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How Microsoft plans to give virtual reality apps a big boost

March 2, 2021, 4:40 PM UTC

The market for virtual and augmented reality products has developed slower than expected, but Microsoft is seeking to accelerate the sector by making it much easier for people to connect from different locations and with different kinds of devices.

The ultimate goal of the new effort, dubbed Microsoft Mesh, is to allow, for example, a person in an office in New York using Facebook’s Oculus VR headset to collaborate with a person in Seattle using Microsoft’s HoloLens 2 glasses. Using Mesh-compatible hardware and software, the two people would be able to see virtual representations of each other appearing in their offices, talking and moving in real time as if they were present. And both would be able to see a common view of virtual charts or digital objects projected before them that they could change or manipulate.

At least that’s the vision that Microsoft demonstrated for the first time in public at its Ignite conference on Tuesday. Ultimately, Mesh could connect users on a variety of VR gadgets, PC and Mac computers, and smartphones.

But getting all the various hardware makers to agree to use Microsoft’s standards may not be as easy as the company hopes. And while Microsoft’s HoloLens and popular collaboration software like Teams and Office will be compatible with Mesh, other software developers may be wary of depending on the company for such critical functionality.

“This has been the dream for mixed reality, the idea from the very beginning,” Alex Kipman, a Microsoft technical fellow working on the project, explained at the demonstration. “You can actually feel like you’re in the same place with someone sharing content. Or you can teleport from different mixed reality devices and be present with people even when you’re not physically together.”

The Mesh system could also be useful for gamers. John Hanke, CEO of Niantic, the developer behind Pokémon Go, demonstrated on Tuesday how the game might work, with players standing in different places all seeing the same Pokémon characters. “We want to bring everyone into the same ‘room’ so they can bounce things off each other and have that human connection,” Hanke explained.

The tech industry has been promoting the future of augmented and virtual reality for years but has generated only modest interest from consumers and businesses so far. Many setups require expensive hardware that can be difficult to configure and that provides janky, unrealistic experiences. Collaborating across different brands of hardware can be difficult or impossible. Still, the unrealized potential continues to attract efforts from major companies like Microsoft and Facebook, which bragged that its Oculus Quest 2 VR device was a bestseller over the holidays. Apple is also rumored to be working on AR and VR hardware of its own.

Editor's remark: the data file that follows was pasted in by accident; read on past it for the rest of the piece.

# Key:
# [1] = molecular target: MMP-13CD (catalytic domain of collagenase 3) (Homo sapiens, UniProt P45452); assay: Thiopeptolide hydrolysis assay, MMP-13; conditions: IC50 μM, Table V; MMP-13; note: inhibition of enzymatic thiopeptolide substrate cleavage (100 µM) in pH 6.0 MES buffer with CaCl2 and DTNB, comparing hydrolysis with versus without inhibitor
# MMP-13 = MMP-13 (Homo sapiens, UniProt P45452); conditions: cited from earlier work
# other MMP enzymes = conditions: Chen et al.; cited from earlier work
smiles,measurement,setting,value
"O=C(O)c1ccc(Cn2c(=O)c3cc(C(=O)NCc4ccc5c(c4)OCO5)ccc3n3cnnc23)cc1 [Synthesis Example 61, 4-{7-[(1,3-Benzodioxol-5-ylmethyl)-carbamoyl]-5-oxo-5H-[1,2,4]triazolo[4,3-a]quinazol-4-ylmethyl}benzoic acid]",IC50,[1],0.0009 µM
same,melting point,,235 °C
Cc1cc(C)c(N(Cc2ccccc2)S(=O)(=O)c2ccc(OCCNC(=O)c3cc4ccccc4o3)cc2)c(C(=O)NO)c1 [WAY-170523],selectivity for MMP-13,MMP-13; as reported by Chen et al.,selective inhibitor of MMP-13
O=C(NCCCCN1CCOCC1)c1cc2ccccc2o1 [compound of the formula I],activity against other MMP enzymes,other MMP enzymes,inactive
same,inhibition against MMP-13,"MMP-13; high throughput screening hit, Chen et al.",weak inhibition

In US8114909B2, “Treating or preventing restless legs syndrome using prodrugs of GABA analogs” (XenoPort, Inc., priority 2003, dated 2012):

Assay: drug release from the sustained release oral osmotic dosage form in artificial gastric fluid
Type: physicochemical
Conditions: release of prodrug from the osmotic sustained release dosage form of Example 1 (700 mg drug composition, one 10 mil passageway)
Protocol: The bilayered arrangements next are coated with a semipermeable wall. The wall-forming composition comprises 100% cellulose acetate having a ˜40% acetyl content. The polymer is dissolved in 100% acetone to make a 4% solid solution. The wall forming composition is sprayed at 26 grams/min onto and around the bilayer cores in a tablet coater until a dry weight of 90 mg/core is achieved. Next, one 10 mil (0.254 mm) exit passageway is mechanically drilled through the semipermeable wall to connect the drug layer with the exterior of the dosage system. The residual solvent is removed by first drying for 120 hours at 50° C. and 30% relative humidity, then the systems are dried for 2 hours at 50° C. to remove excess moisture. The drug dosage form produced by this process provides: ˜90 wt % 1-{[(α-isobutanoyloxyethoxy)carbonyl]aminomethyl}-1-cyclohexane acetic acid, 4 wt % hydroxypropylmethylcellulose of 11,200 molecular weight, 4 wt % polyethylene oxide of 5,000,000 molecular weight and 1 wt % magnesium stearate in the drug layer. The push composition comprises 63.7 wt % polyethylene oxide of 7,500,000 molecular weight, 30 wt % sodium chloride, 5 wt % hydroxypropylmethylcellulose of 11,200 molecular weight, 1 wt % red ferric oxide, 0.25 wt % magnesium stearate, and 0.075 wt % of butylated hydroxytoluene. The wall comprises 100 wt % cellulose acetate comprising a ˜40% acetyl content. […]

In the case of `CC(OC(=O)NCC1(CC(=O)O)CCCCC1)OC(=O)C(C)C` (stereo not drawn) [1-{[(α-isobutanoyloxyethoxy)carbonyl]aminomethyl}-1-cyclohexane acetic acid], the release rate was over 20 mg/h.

Microsoft’s moves to help software developers add new features that will work across many brands of AR and VR hardware echoes the company’s strategy with the Windows and DOS operating systems.

In the early days of personal computing, every software developer had to write drivers to make their programs work with different brands of PCs, displays, printers, and other hardware devices. But with DOS and even more on Windows, Microsoft included driver support in the operating system for a huge array of hardware, thus simplifying the task of software developers, whose programs had to be compatible only with the operating system.

Under CEO Satya Nadella, Microsoft has moved away from its emphasis on Windows and is instead focusing its strategy around its Azure cloud computing service that competes with Amazon’s AWS and Google’s cloud effort. The Mesh system linking together different brands of VR hardware and software runs via Azure behind the scenes.

Microsoft said Mesh would run using the standards for VR and AR created by each hardware manufacturer, such as Apple’s ARKit framework for the iPhone and iPad, and not force users to install a separate bit of software or rely on proprietary standards from Microsoft.